The following article was originally published in the Ohio Capital Journal and published on News5Cleveland.com under a content-sharing agreement.
Ohio’s State Board of Education is being asked to remove a “limitation on verbal public participation” on the topics of “critical race theory” and the “1619 project” at a meeting Tuesday.
The term “critical race theory” has been used, typically by academics but more recently by conservatives, to discuss how supposedly race-neutral public policy can contribute to disparate socioeconomic outcomes on racial lines. The term’s origins come from the legal world, and pieces of legislation meant to stop the discussion of race as an impact on history have used the phrase “divisive concepts” instead.
State board of education members Dr. Jenny Shafer Kilgore and Kirsten Hill were involved in putting together a resolution dealing with public participation on these topics, according to a Ohio Department of Education spokesperson and board president Laura Kohler.
Kilgore and Hill were the two current members of the board who testified in support of legislation that would prohibit race as an educational element of teaching history. A former member of the board also testified for the bill at the same hearing, and yet another former board member, now-state Rep. Sarah Fowler Arthur, R-Ashtabula, is a co-sponsor of the bill.
The board resolution calls for a changes to the board policies and procedures manual which limits individuals who wish to speak on “issues of general interest” or “items not scheduled for a vote at the current meeting” to five minutes of speaking time.
“The president may impose further limitations on public participation as deemed appropriate or necessary,” the policy continues.
Stemming from a July 2020 meeting in which the board passed a resolution condemning racism, the resolution calls out President Laura Kohler for utilizing the provision of the policies and procedures to limit public comment on critical race theory and the 1619 Project, a New York Times-created project on the origins of slavery in America, to written submissions only.
Kohler also sought input from other board members in April 2021 “as to whether it would be beneficial for the State Board of Education to receive a presentation regarding Critical Race Theory,” but ultimately decided to keep the provision in place, according to the resolution language.
The resolution also points to an ongoing court case in U.S. District Court for the Southern District of Ohio, in which a Hamilton County man claims the actions of the board and specifically Kohler, resulted in his being “denied the right to receive information and ideas from the public forum created and designated by the Ohio State Board of Education.”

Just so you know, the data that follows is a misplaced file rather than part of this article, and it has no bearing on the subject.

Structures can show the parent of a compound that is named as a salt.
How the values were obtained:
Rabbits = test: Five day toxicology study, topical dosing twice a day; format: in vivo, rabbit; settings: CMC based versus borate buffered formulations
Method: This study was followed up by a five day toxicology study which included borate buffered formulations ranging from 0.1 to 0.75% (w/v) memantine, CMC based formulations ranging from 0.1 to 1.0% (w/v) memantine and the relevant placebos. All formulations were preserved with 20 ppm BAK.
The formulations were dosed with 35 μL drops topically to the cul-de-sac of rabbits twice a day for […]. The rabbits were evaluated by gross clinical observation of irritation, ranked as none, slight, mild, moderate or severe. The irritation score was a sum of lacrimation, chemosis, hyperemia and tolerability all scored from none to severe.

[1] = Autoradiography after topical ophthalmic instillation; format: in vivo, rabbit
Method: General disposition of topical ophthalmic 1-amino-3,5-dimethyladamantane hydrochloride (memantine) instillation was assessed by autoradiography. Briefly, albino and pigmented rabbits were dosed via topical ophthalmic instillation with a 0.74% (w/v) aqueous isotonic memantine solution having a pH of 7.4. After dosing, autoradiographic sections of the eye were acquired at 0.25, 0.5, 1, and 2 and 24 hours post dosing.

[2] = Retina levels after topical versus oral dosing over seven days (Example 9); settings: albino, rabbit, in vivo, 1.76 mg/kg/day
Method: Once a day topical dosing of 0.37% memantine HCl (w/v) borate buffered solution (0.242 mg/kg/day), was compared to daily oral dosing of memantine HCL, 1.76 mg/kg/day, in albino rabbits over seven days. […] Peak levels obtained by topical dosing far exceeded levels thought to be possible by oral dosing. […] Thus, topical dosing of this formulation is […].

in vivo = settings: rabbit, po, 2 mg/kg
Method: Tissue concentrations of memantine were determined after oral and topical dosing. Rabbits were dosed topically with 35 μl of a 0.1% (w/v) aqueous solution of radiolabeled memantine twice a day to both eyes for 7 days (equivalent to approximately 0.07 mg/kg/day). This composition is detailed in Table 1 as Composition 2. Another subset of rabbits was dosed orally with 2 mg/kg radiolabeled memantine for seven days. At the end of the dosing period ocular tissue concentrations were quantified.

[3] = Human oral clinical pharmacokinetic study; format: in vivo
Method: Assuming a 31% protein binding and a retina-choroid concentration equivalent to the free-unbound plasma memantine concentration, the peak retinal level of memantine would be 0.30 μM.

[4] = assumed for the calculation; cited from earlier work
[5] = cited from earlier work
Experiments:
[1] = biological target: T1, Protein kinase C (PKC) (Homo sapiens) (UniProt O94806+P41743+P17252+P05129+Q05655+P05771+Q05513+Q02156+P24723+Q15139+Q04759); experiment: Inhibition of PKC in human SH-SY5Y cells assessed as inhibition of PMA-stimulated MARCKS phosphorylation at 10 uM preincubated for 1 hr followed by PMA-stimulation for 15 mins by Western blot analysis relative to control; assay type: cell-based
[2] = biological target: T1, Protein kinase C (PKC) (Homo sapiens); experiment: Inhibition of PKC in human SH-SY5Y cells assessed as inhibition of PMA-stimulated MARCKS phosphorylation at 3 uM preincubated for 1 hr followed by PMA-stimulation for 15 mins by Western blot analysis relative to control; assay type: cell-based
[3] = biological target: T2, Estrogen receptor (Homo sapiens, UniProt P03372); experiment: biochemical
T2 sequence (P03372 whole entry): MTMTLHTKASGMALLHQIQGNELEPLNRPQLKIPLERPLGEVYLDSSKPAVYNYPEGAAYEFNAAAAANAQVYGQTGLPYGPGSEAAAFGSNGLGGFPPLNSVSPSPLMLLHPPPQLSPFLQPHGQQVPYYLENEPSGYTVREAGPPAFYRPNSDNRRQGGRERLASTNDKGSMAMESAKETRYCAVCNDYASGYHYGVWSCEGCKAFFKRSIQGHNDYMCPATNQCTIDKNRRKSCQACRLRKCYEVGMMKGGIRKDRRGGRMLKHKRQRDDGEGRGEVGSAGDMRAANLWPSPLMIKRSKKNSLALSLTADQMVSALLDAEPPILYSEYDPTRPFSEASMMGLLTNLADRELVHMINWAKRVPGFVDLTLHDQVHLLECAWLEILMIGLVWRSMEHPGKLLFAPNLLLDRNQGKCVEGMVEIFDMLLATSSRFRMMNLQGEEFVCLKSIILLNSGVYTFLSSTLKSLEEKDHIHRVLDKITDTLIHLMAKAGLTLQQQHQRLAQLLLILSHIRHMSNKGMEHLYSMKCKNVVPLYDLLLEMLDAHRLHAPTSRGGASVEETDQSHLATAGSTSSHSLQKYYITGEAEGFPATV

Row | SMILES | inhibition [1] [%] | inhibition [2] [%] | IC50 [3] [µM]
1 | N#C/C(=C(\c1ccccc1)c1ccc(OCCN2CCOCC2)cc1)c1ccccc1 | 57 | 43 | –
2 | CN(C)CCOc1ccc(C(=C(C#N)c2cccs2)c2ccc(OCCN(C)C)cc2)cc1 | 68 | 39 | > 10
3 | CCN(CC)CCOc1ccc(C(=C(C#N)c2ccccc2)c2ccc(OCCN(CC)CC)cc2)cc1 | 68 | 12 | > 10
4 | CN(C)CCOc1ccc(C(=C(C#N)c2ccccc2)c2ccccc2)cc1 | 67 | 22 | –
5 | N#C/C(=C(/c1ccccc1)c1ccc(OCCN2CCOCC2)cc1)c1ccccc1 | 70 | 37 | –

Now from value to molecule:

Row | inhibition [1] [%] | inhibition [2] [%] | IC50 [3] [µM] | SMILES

Adopting the resolution would change the “unilateral and unfettered authority” granted to the board president under the provision, the document stated.
Attorney General Opinion
A second but related resolution presented by board member John Hagan is asking for a formal opinion of the Ohio Attorney General in reference to the resolution condemning racism, approved in July 2020.
In the resolution, Hagan called actions resulting from the racism resolution, which also pledged to “advance equity and opportunity” in the state, an “affront to students, teachers, administrators, parents and the general populace of the State of Ohio.”
The board member said the priorities of the board are “very similar” to the priorities of Ohio’s Attorney General, citing a letter signed by Ohio AG Dave Yost and AGs from 19 other states and sent to the U.S. education department.
The letter, sent May 19 of this year, expressed the “deep concerns” of the proposed priorities of the department on American History and Civics Education.
The AGs called on the U.S. Department of Education to “make clear that grants may not fund projects that are based on CRT, including any projects that characterize the United States as irredeemably racist or founded on principles of racism … or that purport to ascribe character traits, values, privileges, status, or beliefs, or that assign fault, blame, or bias, to a particular race or to an individual because of his or her race.”
The state of Ohio has previously said there has been very few complaints about the concept being taught in public schools.
The State Board of Education has its regular meeting Monday and Tuesday, with the resolution votes happening at Tuesday’s business meeting.